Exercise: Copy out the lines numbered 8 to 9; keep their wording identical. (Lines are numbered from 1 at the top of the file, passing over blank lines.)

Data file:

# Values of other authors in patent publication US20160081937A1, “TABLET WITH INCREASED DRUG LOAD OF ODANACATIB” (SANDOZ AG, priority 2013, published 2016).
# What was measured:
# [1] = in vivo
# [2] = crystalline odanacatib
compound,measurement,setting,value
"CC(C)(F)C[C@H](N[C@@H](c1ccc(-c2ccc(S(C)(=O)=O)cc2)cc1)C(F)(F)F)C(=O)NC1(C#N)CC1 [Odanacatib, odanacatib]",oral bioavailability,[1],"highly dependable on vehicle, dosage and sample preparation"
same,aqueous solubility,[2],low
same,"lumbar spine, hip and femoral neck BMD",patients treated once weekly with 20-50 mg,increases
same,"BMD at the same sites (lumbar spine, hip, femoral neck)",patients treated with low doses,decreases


same,"lumbar spine, hip and femoral neck BMD",patients treated once weekly with 20-50 mg,increases
same,"BMD at the same sites (lumbar spine, hip, femoral neck)",patients treated with low doses,decreases